With all the ups and downs Doug O’Neill has experienced over the last five weeks, one might assume he would need a day or two to catch his breath. Yet there he was, sitting at the desk in his stable office 7 a.m. Sunday, studying his computer and tending to business as usual.
“I think that’s a sign of how much we all love this game,” said the now nationally known trainer. “I couldn’t wait to get back.”
O’Neill remarked that future plans are still up in the air, but immediate arrangements for I’ll Have Another have been set.
“He’s coming back (Monday),” disclosed O’Neill. “We’ll continue to wean him off his grain. It usually takes horses 10 days to two weeks to wind down. Once he’s ready to go to the ranch, he will. I’d love to keep him around forever, but he’ll stay with us until he has a final spot.
“I can’t imagine us shipping him to one farm and then sending him to another farm. Hopefully in the next few weeks, they’ll ink some type of deal.”
O’Neill discussed the affliction that forced I’ll Have Another to miss a chance at the Triple Crown. “Tendons are funky injuries,’’ he said. “He was never sore. It really is like the rubber band analogy; once they lose natural elasticity, it takes a long time to regain it, if ever. Where we are, if we gave him the proper time, we’d miss all of the breeding season next year. And with tendon injuries, sometimes they come back 60-80 per cent of what they were, and that wouldn’t be fair to the horse.”
The 44-year-old conditioner talked with gratitude about how much I’ll Have Another has meant to him. “Any way I can show him thanks is what I’m trying to do,’’ said O’Neill. “He took us on an amazing run. My love and respect for horses and horse racing became even greater because of him.
“It’s been an incredible ride, a real blast,’’ reflected O’Neill. “Because of I’ll Have Another, we got to do things we never would have done. The whole journey that happens with the Triple Crown is amazing. I hope and pray that we’ll have the same type of run with another horse down the road. We’re taking notes and we’re going to do it again.”
BONDE CONFIRMS AMARISH A GO FOR PROCTOR MEMORIAL SATURDAY
Jeff Bonde said by telephone Sunday from New York, where he saddled Smiling Tiger to a third place finish in the True North Handicap the day before at Belmont Park, that impressive 2-year-old maiden winner Amarish will start in the $100,000 Willard L. Proctor Memorial Stakes Saturday. The Proctor is at 5 ½ furlongs over Cushion Track.
“Everything looks great and (Edwin) Maldonado will ride him,” said Bonde.
Amarish, a son of Scat Daddy, broke his maiden by almost eight lengths in his career debut May 26th. The final time of :50 4/5 was the fastest for 4 1-2 furlongs during the Spring/Summer meet and was accomplished with little urging from his rider.
Concerning Smiling Tiger, Bonde couldn’t hide his disappointment. “He had trained so well going into the race, but he bobbled at the start and was shuffled back,’’ he said. “At one point, the track announcer (Tom Durkin) said he was 12 lengths back. It’s amazing that he was able to get up for third.”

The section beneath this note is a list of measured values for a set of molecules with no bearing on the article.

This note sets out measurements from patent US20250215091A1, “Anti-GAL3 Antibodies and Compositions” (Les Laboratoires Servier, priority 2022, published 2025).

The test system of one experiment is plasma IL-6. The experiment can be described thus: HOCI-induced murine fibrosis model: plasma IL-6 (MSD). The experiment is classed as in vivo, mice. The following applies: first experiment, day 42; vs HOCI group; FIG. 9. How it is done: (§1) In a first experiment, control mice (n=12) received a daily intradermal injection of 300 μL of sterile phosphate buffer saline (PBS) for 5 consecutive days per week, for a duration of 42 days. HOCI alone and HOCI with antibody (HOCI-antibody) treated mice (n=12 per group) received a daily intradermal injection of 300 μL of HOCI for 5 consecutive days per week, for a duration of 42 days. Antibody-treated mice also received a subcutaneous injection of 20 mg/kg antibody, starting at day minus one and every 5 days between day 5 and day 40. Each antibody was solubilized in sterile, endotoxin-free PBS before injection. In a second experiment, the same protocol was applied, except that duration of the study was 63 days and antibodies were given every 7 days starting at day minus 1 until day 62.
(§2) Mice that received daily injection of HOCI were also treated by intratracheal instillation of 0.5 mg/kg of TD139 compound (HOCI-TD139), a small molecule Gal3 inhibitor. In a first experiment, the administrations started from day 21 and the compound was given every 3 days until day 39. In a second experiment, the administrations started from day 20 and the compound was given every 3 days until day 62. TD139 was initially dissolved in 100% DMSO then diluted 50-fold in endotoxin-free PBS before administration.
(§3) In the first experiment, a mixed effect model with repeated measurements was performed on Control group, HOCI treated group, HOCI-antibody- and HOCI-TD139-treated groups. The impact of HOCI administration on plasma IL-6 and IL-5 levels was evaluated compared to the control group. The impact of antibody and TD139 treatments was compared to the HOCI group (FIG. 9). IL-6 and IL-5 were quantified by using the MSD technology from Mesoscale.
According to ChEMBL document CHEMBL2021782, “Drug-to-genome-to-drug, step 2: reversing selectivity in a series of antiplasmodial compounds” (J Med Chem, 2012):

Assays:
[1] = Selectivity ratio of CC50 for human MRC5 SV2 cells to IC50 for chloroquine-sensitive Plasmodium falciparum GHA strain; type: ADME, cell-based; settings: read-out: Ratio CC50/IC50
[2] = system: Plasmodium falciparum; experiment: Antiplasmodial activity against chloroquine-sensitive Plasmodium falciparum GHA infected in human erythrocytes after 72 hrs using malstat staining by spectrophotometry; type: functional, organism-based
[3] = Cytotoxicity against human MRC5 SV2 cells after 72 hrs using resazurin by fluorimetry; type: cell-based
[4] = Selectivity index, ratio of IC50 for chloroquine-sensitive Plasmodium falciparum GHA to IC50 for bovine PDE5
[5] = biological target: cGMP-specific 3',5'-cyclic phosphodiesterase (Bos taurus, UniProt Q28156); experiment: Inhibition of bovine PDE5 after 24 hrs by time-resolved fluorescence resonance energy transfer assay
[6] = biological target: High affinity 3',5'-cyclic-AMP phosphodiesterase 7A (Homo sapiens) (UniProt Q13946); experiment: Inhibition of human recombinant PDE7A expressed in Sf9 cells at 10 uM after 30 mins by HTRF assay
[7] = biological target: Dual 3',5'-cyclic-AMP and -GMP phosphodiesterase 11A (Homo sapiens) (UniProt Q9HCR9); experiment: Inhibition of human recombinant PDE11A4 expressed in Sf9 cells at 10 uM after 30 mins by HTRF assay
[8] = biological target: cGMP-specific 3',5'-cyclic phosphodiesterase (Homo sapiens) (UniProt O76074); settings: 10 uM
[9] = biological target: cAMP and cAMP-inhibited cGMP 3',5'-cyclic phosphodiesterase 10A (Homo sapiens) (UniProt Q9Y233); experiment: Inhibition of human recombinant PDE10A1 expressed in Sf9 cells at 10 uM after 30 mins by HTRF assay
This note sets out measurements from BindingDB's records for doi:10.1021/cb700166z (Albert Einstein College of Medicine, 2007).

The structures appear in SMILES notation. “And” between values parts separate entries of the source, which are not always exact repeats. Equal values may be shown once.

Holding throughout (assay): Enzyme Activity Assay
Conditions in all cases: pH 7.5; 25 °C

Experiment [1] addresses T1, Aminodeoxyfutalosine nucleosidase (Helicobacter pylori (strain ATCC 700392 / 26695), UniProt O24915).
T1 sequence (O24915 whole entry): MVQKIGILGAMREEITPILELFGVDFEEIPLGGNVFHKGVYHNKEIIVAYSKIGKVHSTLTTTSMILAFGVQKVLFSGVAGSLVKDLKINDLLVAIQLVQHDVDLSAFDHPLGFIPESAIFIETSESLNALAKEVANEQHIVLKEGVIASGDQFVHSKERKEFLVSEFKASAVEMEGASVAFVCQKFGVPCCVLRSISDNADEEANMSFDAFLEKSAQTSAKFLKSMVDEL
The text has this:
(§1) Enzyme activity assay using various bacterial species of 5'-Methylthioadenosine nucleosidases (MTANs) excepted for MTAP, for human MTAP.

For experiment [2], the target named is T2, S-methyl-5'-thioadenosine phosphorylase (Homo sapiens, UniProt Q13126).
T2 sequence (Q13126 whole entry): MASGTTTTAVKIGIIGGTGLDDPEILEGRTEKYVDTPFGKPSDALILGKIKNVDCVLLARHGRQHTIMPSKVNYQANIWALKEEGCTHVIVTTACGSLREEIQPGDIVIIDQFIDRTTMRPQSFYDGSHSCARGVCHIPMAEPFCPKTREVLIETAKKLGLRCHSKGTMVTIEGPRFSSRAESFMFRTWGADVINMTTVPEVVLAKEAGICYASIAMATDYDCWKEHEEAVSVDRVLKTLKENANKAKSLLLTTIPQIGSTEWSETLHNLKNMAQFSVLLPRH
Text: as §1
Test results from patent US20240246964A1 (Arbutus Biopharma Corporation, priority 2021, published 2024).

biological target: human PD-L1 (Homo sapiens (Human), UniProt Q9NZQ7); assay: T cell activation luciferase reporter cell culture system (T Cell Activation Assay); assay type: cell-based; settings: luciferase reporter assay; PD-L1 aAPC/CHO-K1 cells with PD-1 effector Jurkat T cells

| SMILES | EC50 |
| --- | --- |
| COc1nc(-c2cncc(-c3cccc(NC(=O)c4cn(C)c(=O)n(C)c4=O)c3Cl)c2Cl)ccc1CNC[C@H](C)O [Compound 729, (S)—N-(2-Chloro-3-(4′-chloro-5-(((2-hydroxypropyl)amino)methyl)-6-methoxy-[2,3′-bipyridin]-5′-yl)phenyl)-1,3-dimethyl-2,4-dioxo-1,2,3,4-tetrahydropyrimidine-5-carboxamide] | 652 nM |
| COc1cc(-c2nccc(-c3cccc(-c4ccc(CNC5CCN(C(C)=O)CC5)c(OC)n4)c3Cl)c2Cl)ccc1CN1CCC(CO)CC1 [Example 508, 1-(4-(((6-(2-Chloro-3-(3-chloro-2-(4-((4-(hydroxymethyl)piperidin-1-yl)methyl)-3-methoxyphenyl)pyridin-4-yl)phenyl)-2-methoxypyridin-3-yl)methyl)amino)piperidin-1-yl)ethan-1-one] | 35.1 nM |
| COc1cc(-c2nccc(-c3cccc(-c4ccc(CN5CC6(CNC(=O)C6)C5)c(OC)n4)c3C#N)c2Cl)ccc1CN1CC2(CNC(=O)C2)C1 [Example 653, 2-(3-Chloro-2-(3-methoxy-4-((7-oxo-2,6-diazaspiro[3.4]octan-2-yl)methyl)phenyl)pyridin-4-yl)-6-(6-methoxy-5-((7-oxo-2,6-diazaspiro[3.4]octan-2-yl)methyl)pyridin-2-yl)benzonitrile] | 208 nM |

Bonde reported he and Smiling Tiger will be returning to their home base at Betfair Hollywood Park Monday.
SATURDAY STAKES CONTESTANTS RETURN IN GOOD CONDITION
The winners of Saturday’s three stakes at Betfair Hollywood Park all returned in good condition, according to their respective trainers.
Don Warren, who sent out Acclamation for his third consecutive victory in the Grade I Charles Whittingham Memorial, said the 6-year-old son of Unusual Heat looked “fine” Sunday morning.
Simon Callaghan, second in the Whittingham with Slim Shadey, said the runner came back sound and is doing very well, as is Byrama, who captured the Manhattan Beach Handicap earlier on the card.
Peter Eurton said My Gi Gi, an ultra game winner of the Grade II Honeymoon Handicap over 1-2 favorite Lady of Shamrock, also came back in good shape.
CLOSING STRIDES—Patrick Valenzuela pulled off quite a feat Sunday. The 49-year-old jockey had not ridden for 21 days while battling weight issues, but piloted Acclamation to victory in the Whittingham, his first mount back and only call on the afternoon….In Saturday’s ninth, the race immediately following the Belmont Stakes, the Vann Belvoir -trained Until You was a debut winner, returning $20.40. Until You is a 3-year-old gelding by Jazil, winner of the 2006 Belmont…… John Sadler reports that Joel Rosario will be aboard Zazu in Saturday’s Grade I Vanity Handicap, but is unsure who will ride Switch in Sunday’s Desert Stormer Handicap. Rosario, who will be serving a five-day suspension after losing an appeal for a previous infraction in January, can ride Zazu because the Vanity is a designated race……. Bob Baffert and Rafael Bejarano, who combined to win Saturday’s seventh race with Mile High Magic, are cruising atop the trainer and rider standings. Entering Sunday, Baffert, the defending Spring/Summer champion, has 21 victories, nine more than runner-up Sadler. Eight of Baffert’s wins have come in stakes races. Bejarano has built a 39-27 advantage over Joe Talamo. He picked up his ninth and tenth stakes victories Saturday thanks to Byrama in the Manhattan Beach and My Gi Gi in the Honeymoon….The four remaining players in the Show Me the Money Contest – Presented by Golden Nugget Las Vegas – selected Byrama Saturday to remain alive in the $3,000 winner-take-all challenge.
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